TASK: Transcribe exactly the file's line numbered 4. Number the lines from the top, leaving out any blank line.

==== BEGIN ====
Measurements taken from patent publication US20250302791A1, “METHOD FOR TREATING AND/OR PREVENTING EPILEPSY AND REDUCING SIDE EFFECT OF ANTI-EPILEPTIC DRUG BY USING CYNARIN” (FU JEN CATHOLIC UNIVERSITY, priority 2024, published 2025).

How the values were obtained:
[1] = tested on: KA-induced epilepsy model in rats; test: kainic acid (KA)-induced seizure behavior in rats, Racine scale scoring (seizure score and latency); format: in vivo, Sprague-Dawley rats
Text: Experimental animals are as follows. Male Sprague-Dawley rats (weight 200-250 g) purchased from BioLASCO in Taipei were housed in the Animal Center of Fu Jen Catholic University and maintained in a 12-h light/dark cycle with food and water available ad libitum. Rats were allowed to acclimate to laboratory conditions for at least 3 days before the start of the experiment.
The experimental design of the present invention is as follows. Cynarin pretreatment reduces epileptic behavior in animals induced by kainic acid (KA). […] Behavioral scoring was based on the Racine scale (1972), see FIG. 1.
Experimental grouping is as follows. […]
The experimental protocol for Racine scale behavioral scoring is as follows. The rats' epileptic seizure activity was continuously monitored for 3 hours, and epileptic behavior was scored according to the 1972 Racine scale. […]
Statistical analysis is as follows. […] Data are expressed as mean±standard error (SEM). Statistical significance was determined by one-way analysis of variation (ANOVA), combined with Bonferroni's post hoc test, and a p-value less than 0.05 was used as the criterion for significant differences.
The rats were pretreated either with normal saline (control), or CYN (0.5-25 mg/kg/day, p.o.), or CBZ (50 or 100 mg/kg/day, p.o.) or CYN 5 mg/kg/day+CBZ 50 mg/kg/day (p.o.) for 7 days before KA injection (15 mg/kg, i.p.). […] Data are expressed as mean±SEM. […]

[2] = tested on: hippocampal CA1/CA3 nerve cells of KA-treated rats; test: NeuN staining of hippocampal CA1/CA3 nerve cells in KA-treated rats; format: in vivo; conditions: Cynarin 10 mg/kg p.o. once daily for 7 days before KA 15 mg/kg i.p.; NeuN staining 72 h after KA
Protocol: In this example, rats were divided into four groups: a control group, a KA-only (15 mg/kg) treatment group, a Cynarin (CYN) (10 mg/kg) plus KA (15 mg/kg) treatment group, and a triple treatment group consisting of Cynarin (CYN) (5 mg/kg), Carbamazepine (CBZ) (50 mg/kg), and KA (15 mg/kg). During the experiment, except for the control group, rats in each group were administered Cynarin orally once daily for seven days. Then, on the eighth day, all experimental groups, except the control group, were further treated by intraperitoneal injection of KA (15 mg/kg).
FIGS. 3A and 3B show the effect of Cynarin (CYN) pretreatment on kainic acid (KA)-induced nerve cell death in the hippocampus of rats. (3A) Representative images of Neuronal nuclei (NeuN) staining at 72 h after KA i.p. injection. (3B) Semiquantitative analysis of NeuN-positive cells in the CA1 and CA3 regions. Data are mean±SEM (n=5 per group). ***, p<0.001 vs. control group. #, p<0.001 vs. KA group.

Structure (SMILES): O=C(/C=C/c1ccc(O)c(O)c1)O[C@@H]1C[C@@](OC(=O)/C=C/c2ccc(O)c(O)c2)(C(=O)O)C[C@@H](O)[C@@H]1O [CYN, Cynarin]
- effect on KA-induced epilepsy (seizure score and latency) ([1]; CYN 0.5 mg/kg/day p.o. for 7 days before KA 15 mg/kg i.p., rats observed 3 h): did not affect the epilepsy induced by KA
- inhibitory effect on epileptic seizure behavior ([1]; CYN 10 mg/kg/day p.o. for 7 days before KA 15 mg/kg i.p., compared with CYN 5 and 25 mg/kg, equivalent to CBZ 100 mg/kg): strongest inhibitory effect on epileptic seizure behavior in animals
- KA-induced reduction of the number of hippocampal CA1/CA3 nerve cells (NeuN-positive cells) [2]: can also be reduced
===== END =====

Text: Experimental animals are as follows. Male Sprague-Dawley rats (weight 200-250 g) purchased from BioLASCO in Taipei were housed in the Animal Center of Fu Jen Catholic University and maintained in a 12-h light/dark cycle with food and water available ad libitum. Rats were allowed to acclimate to laboratory conditions for at least 3 days before the start of the experiment.